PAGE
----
The group of rookies that broke into the National League in 2013 matched their bountiful hype and fanfare with seasons that stood up with the best veterans in the game. While the American League's 2013 Rookie of the Year, Wil Myers, had a solid half-season in which he totaled 1.9 rWAR in just 88 games, there were six NL first-year players who were worth at least 3.3 rWAR, and many of them blew through April of 2014 in the same manner in which they did the year before.
Reigning NL Rookie of the year Jose Fernandez was only 20 at the time of his first start in 2013, yet he put together a season may very well have earned him a Cy Young award in a non-Kershaw world. He went 12-6 with a 2.19 ERA, 0.98 WHIP, a K/9 of 9.7, and he led all of baseball by allowing just 5.8 H/9 over his 172.2 inning season. Remarkably, the now 21 year old hasn't just refined his repertoire, he has actually managed to improve nearly every major aspect of his game through the first month of 2014. He's striking out nearly three more batters per 9 innings pitched, he's lowered his already miniscule WHIP to 0.90, his K/BB sits at an improved 5.45, and the Florida Marlins ace is leading MLB in strikeouts (65) and FIP (1.67).
Last year's runner-up in the NL Rookie of the Year voting, Yasiel Puig, has also continued to put up star-caliber offensive numbers during his second campaign. The 23 year old outfield dynamo of the Los Angeles Dodgers came up with a reputation for being both reckless and relentless, and while his 2013 did nothing to dampen that image, the eye-popping numbers he left in its wake were every bit representative of the talent he possesses. Puig .319/.391/.534 with 19 HR in 432 PA in 2013, and he, too, has picked up where he left off through the first month of 2014. He sits at .309/.397/.500 with 4 HR through 28 games, and as Tyler Drenon noted, he's still playing with every bit of the fearlessness he displayed in his first year in the spotlight.
Photo Credit: Mark J. Rebilas, USA Today Sports
The depth of the National League sophomore class is showing, too, as the list of hitters currently having successful starts to their second years who couldn't even garner 10% of the 2013 Rookie of the Year vote consists of players any franchise would consider a building block. Former 1st round draft picks Anthony Rendon and Christian Yelich have become cogs for the Washington Nationals and Florida Marlins, respectively, with Rendon's .822 OPS helping ease the loss of Ryan Zimmerman and Yelich's 3 triples the most in baseball. Nolan Arenado, a Gold Glove winner in his rookie season, may already be the best defensive 3B in baseball, and he's paired that prowess with a .311 batting average and a 24 game hit streak early in his second year. Even Evan Gattis, whose journey to and from baseball reads more like a Kerouac novel than a prospect report, has his OPS over .800 with 7 HR to his name in 2014.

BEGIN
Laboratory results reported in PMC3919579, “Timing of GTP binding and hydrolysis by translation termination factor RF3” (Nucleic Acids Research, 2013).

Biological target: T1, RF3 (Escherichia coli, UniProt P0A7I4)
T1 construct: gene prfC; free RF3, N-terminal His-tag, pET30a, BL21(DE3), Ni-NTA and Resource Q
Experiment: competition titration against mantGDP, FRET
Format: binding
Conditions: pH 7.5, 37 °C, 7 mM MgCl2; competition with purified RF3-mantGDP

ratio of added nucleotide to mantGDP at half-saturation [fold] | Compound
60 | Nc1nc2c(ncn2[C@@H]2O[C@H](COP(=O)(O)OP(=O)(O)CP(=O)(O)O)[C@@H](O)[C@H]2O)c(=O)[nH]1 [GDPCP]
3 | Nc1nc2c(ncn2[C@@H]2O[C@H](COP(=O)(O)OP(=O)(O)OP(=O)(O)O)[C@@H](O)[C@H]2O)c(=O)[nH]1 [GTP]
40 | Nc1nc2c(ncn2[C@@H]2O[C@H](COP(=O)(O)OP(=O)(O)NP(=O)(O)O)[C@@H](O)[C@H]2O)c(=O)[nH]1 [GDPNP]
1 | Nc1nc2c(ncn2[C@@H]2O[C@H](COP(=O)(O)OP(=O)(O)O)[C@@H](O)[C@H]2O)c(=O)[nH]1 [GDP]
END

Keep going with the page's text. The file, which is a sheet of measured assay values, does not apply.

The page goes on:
Not to be outdone, many of the top pitchers have also managed to replicate their initial successes. Shelby Miller finished 3rd in 2013's voting, and while he has struggled with home runs and command, he still escaped April with a 3.15 ERA. Julio Teheran, perennially near the top of prospect lists before finally cracking the big leagues full time in 2013, has emerged as the best arm on an Atlanta Braves pitching staff that was historically good through the first month of the season. The disabled list currently has a pair of LHP in its grips in Hyun-Jin Ryu and Tony Cingrani, but both second year hurlers had similar starts in April as they'd shown in their first year in the league.
The 2013 NL rookie class may produce no eventual members of baseball's Hall of Fame, and injuries or league-adaptation may eventually render each of them as no more than regulars, but their sustained achievements have so far stamped their presence as an official youth movement in the Senior circuit. Teheran and fellow second-year player Jedd Gyorko have already signed extensions with just one full season to their name, and if this class keeps things going, they'll likely have a few well compensated classmates.